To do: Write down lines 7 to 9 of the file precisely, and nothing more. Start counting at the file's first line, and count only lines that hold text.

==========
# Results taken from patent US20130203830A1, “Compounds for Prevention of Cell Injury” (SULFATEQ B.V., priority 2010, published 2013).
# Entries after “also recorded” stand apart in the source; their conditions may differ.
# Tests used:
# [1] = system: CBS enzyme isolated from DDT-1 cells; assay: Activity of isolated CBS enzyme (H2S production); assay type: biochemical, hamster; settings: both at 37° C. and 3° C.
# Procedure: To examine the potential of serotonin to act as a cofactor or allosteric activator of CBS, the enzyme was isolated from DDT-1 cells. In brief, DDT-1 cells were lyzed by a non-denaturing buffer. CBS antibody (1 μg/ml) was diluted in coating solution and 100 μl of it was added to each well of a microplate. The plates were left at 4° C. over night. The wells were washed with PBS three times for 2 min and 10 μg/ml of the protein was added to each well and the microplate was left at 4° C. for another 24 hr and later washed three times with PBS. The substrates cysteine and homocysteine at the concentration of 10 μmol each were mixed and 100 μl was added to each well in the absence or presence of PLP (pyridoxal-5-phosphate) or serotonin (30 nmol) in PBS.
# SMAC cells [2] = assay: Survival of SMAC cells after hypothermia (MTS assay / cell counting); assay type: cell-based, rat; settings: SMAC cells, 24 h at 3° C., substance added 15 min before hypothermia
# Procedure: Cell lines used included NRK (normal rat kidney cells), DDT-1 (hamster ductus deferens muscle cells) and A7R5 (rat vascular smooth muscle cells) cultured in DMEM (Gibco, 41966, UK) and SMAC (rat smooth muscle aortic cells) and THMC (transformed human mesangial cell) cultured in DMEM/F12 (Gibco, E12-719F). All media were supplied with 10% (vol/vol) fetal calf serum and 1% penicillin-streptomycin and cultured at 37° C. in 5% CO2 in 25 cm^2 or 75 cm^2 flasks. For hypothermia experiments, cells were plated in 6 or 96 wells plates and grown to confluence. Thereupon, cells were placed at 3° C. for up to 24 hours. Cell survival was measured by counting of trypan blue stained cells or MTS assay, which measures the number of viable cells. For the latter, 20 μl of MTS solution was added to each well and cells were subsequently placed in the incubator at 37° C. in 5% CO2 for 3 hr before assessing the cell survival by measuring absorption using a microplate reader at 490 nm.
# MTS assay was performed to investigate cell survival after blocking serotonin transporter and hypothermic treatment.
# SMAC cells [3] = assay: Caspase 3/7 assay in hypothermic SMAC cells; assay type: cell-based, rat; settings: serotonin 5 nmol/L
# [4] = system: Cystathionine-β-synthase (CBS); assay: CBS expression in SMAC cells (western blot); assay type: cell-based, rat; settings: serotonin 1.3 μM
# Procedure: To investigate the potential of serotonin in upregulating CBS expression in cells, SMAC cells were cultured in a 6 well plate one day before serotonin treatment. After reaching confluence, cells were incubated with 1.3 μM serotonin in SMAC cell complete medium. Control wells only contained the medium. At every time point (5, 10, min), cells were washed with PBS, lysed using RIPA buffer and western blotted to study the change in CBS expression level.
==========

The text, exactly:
# Procedure: Cell lines used included NRK (normal rat kidney cells), DDT-1 (hamster ductus deferens muscle cells) and A7R5 (rat vascular smooth muscle cells) cultured in DMEM (Gibco, 41966, UK) and SMAC (rat smooth muscle aortic cells) and THMC (transformed human mesangial cell) cultured in DMEM/F12 (Gibco, E12-719F). All media were supplied with 10% (vol/vol) fetal calf serum and 1% penicillin-streptomycin and cultured at 37° C. in 5% CO2 in 25 cm^2 or 75 cm^2 flasks. For hypothermia experiments, cells were plated in 6 or 96 wells plates and grown to confluence. Thereupon, cells were placed at 3° C. for up to 24 hours. Cell survival was measured by counting of trypan blue stained cells or MTS assay, which measures the number of viable cells. For the latter, 20 μl of MTS solution was added to each well and cells were subsequently placed in the incubator at 37° C. in 5% CO2 for 3 hr before assessing the cell survival by measuring absorption using a microplate reader at 490 nm.
# MTS assay was performed to investigate cell survival after blocking serotonin transporter and hypothermic treatment.
# SMAC cells [3] = assay: Caspase 3/7 assay in hypothermic SMAC cells; assay type: cell-based, rat; settings: serotonin 5 nmol/L